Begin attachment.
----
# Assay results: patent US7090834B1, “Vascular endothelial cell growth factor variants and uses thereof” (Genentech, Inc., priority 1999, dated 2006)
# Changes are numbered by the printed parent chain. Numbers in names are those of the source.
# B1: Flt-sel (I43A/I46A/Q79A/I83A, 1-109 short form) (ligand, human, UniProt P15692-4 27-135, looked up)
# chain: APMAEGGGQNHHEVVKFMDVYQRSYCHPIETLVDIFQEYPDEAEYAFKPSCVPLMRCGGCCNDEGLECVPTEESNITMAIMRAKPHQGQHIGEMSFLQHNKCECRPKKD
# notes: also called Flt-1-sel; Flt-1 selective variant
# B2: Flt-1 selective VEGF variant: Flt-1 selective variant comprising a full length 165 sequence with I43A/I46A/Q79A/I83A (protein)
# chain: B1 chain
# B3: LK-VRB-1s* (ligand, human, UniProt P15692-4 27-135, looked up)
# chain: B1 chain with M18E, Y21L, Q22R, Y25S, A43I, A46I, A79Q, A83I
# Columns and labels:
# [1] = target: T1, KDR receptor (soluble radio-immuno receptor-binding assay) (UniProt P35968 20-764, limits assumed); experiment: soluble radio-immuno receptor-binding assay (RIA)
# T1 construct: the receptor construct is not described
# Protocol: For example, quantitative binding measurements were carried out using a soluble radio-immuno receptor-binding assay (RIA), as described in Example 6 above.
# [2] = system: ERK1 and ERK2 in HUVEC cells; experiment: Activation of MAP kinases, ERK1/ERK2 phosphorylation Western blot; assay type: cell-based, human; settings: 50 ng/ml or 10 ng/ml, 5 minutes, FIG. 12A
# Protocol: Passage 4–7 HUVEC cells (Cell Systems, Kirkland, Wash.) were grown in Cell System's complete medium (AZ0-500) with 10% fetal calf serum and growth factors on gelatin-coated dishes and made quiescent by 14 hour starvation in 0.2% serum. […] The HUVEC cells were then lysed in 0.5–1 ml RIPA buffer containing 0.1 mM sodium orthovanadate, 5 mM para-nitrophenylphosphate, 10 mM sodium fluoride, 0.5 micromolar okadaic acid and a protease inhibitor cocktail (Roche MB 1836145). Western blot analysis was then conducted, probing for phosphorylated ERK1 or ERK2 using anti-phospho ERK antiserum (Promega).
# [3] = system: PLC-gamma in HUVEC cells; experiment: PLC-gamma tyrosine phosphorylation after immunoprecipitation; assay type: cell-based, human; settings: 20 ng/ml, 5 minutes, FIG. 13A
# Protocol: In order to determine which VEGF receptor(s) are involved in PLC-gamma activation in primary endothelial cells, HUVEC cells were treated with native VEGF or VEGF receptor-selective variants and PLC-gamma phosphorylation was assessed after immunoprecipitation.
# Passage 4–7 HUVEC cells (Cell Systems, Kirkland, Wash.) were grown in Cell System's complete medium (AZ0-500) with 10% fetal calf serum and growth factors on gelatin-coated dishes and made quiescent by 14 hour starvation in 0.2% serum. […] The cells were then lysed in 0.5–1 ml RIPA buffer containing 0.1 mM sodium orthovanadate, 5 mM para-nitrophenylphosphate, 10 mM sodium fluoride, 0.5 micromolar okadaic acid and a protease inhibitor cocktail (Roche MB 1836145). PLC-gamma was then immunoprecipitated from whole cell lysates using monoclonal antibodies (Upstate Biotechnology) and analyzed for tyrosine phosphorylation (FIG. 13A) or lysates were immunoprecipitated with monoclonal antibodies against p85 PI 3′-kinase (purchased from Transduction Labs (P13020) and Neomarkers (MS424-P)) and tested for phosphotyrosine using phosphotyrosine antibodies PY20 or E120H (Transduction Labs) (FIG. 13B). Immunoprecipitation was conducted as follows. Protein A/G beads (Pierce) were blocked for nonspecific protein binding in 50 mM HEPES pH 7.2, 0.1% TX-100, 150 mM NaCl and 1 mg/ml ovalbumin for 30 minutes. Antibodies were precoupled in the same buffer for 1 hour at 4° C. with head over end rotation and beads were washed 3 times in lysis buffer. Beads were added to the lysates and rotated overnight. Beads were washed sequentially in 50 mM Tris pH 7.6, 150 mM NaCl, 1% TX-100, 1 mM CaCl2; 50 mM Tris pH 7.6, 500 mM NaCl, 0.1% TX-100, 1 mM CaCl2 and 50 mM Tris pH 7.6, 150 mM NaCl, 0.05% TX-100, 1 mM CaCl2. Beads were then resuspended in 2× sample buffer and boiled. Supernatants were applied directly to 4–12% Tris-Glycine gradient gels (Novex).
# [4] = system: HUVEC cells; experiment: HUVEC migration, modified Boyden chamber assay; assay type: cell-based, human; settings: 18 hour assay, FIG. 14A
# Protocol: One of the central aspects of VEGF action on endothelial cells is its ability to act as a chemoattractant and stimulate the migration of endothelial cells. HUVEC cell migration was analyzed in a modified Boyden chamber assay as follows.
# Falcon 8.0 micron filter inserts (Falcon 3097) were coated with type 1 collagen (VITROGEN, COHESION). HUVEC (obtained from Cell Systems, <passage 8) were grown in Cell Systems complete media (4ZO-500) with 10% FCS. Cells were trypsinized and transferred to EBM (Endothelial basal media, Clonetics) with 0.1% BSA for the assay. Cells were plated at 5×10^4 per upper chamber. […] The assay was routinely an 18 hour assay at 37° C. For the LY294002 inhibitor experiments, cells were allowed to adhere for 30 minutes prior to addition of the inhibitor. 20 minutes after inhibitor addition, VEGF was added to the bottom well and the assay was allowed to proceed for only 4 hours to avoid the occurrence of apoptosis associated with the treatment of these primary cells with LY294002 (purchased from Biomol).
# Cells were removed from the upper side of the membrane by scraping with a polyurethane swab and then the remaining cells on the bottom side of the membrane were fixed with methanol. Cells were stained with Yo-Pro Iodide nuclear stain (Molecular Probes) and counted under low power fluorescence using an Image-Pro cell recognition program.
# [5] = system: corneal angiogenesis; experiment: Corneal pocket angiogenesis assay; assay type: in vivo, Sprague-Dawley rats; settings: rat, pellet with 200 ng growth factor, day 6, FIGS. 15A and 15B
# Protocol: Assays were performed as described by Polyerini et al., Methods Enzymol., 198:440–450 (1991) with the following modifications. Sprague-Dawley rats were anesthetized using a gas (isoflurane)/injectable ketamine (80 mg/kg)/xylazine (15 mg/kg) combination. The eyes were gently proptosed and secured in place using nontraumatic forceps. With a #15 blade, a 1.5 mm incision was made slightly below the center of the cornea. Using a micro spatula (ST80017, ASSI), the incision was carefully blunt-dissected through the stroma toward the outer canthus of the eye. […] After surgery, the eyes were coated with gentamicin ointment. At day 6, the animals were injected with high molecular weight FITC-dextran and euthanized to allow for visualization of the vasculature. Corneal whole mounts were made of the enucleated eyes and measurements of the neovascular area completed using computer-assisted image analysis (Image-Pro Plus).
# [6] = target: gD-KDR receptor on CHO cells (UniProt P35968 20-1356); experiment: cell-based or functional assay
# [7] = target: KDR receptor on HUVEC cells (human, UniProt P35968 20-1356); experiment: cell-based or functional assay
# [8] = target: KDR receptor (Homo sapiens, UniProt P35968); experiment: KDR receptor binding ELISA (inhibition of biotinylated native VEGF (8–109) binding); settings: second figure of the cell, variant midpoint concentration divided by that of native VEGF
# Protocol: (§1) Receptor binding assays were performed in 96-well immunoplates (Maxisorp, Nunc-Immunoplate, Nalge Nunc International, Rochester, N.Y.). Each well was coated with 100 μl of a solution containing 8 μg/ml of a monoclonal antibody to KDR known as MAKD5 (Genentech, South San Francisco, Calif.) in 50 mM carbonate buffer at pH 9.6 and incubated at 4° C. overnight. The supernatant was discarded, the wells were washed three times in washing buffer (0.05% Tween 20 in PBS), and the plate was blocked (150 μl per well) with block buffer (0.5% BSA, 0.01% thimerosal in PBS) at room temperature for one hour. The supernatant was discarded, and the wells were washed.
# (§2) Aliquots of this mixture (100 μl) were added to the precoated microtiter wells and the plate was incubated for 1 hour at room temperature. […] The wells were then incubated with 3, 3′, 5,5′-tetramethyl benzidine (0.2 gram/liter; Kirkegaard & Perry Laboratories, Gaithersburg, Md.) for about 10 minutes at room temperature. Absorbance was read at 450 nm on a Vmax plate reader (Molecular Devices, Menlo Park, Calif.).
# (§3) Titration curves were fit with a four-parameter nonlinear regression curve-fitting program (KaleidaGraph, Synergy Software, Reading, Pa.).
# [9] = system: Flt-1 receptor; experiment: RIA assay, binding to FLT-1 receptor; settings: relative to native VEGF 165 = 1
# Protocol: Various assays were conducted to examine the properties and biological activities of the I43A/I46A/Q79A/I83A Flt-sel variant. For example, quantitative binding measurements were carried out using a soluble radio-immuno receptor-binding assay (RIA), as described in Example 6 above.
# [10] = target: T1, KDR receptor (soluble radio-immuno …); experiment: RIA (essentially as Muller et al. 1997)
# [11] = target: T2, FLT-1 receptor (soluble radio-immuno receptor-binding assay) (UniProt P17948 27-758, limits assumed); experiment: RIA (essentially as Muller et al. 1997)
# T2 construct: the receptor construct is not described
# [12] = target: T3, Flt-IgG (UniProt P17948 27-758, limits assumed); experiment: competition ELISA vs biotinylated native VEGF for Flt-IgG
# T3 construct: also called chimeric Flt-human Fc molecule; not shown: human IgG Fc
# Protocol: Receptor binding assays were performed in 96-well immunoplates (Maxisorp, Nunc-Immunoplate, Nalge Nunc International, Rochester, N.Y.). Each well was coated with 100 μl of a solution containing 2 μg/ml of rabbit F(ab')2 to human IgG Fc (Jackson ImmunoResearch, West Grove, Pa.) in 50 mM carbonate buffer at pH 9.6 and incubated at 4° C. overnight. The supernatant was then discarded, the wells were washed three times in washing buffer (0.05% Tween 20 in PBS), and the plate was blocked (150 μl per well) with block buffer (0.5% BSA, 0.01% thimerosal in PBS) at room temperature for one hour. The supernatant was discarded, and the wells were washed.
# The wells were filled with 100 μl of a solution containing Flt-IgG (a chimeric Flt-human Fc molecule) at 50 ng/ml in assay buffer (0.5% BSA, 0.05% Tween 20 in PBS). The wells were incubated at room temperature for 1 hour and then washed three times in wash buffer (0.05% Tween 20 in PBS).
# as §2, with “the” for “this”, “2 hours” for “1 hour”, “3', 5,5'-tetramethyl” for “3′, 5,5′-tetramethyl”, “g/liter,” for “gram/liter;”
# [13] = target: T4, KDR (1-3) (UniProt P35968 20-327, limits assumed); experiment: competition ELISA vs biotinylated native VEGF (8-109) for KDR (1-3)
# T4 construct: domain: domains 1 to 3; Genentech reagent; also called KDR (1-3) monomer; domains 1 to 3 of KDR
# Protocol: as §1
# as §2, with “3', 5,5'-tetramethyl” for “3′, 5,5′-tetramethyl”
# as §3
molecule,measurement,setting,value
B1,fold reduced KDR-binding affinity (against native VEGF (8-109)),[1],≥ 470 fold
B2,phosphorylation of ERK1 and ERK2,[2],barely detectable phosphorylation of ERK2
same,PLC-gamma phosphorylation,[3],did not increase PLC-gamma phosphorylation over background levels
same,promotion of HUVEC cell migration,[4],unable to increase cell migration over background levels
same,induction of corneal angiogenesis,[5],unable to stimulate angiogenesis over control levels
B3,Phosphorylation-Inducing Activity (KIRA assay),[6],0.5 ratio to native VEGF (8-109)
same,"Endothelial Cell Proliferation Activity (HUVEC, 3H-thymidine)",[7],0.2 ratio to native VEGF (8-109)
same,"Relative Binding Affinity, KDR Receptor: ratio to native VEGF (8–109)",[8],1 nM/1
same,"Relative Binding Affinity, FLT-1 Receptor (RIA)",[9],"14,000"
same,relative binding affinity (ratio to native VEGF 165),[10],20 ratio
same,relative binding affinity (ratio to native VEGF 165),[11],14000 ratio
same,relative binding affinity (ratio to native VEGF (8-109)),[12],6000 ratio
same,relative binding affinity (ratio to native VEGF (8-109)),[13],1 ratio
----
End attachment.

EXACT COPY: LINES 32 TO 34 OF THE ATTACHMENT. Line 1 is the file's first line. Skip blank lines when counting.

# Protocol: Various assays were conducted to examine the properties and biological activities of the I43A/I46A/Q79A/I83A Flt-sel variant. For example, quantitative binding measurements were carried out using a soluble radio-immuno receptor-binding assay (RIA), as described in Example 6 above.
# [10] = target: T1, KDR receptor (soluble radio-immuno …); experiment: RIA (essentially as Muller et al. 1997)
# [11] = target: T2, FLT-1 receptor (soluble radio-immuno receptor-binding assay) (UniProt P17948 27-758, limits assumed); experiment: RIA (essentially as Muller et al. 1997)